• Promote alternative livelihoods for local communities
• Train wildlife managers in protected areas in climate-smart wildlife conservation, including adaptation to climate change through nature-based solutions
• Improve communication between climate research and biodiversity conservation practitioners to ensure that the conservation sector appropriately responds to recommendations for adaptive action.
• Promote and develop a green infrastructure approach, including restoration of habitats & corridors, creation and maintenance of buffer zones and steppingstones, and rehabilitation of swamps and water catchment areas while increasing agricultural productivity or providing alternative forms of income to local communities facing the impacts of climate change
Achieving the above-listed objectives is challenging.
Therefore, it is indispensable for local leaders and decision-makers to understand the economics supporting policy reform to shift from unsustainable agricultural and livestock practices to more sustainable ecosystems and biodiversity-friendly livelihoods such as climate-smart agriculture, nature-based tourism, and other non-timber extracting activities.

Targeted Scenario Analysis (TSA)
UNDP developed Targeted Scenario Analysis to respond to the growing demand from decision makers and stakeholders for effective policy-relevant economic analysis tools to advance productive sectors’ policy reform, and therefore, the national Sustainable Development Goals.
UNDP's Targeted Scenario Analysis (TSA) offers a practical approach to connecting policy objectives with fit-for-purpose economic analysis. TSA enables the conversion of economic data into sustainable sector development policy.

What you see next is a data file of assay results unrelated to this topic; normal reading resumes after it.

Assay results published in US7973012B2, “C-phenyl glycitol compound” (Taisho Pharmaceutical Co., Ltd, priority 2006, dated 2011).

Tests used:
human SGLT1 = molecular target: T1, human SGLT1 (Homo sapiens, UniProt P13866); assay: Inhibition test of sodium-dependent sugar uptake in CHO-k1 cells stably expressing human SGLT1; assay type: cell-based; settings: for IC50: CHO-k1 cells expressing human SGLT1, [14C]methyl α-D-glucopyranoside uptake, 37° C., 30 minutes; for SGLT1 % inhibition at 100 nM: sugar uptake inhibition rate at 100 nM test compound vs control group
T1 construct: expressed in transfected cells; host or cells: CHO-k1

TSA captures and presents the value of ecosystem services to target decision-making, not in a generic, abstract manner. TSA makes a direct comparison, based on a range of indicators, between two policy scenarios: a business-as-usual (BAU) and sustainable ecosystem management (SEM) scenario. A vital element of a TSA is that it is conducted for a particular productive sector and tailored to the specific objectives of the public or private decision-maker of the targeted sector. Policy scenarios are compared in close consultation with the decision-maker (the TSA client).
The main product of the TSA is a package of policy recommendations supported by the economic evidence of the benefits of shifting from BAU to SEM, supported by graphs illustrating the relative change over time of key monetary and non-monetary indicators rather than a single static value change.
Of the three VT regions, the Central Asian region, and specifically Kyrgyzstan, is covered under this TOR. The VT programme will be implementing a TSA study on biodiversity and alternative sustainable livelihoods the Kyrgyz Alatoo mountains.